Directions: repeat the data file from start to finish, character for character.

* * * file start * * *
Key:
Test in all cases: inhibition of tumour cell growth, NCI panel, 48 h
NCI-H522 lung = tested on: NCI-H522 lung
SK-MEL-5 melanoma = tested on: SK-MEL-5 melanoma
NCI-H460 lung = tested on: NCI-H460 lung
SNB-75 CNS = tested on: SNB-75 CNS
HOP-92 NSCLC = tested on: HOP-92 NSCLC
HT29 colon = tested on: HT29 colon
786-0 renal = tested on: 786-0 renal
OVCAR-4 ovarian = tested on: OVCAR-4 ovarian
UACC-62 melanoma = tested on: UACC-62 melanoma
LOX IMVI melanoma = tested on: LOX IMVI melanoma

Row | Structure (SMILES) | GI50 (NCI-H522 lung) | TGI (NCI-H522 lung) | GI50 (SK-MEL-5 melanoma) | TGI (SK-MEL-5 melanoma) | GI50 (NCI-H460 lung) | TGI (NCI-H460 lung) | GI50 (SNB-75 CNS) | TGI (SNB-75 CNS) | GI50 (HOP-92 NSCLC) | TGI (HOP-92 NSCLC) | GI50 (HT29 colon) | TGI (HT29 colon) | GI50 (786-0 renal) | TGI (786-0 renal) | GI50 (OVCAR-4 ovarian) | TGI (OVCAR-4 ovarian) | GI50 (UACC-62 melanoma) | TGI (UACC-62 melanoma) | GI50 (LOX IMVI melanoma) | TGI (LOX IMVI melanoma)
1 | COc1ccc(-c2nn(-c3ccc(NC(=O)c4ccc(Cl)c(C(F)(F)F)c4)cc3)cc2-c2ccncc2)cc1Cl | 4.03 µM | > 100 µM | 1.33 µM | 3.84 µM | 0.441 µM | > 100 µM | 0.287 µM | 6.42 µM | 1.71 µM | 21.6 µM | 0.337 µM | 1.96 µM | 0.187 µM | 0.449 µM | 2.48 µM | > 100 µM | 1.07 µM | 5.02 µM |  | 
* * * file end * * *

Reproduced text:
Key:
Test in all cases: inhibition of tumour cell growth, NCI panel, 48 h
NCI-H522 lung = tested on: NCI-H522 lung
SK-MEL-5 melanoma = tested on: SK-MEL-5 melanoma
NCI-H460 lung = tested on: NCI-H460 lung
SNB-75 CNS = tested on: SNB-75 CNS
HOP-92 NSCLC = tested on: HOP-92 NSCLC
HT29 colon = tested on: HT29 colon
786-0 renal = tested on: 786-0 renal
OVCAR-4 ovarian = tested on: OVCAR-4 ovarian
UACC-62 melanoma = tested on: UACC-62 melanoma
LOX IMVI melanoma = tested on: LOX IMVI melanoma

Row | Structure (SMILES) | GI50 (NCI-H522 lung) | TGI (NCI-H522 lung) | GI50 (SK-MEL-5 melanoma) | TGI (SK-MEL-5 melanoma) | GI50 (NCI-H460 lung) | TGI (NCI-H460 lung) | GI50 (SNB-75 CNS) | TGI (SNB-75 CNS) | GI50 (HOP-92 NSCLC) | TGI (HOP-92 NSCLC) | GI50 (HT29 colon) | TGI (HT29 colon) | GI50 (786-0 renal) | TGI (786-0 renal) | GI50 (OVCAR-4 ovarian) | TGI (OVCAR-4 ovarian) | GI50 (UACC-62 melanoma) | TGI (UACC-62 melanoma) | GI50 (LOX IMVI melanoma) | TGI (LOX IMVI melanoma)
1 | COc1ccc(-c2nn(-c3ccc(NC(=O)c4ccc(Cl)c(C(F)(F)F)c4)cc3)cc2-c2ccncc2)cc1Cl | 4.03 µM | > 100 µM | 1.33 µM | 3.84 µM | 0.441 µM | > 100 µM | 0.287 µM | 6.42 µM | 1.71 µM | 21.6 µM | 0.337 µM | 1.96 µM | 0.187 µM | 0.449 µM | 2.48 µM | > 100 µM | 1.07 µM | 5.02 µM |  | 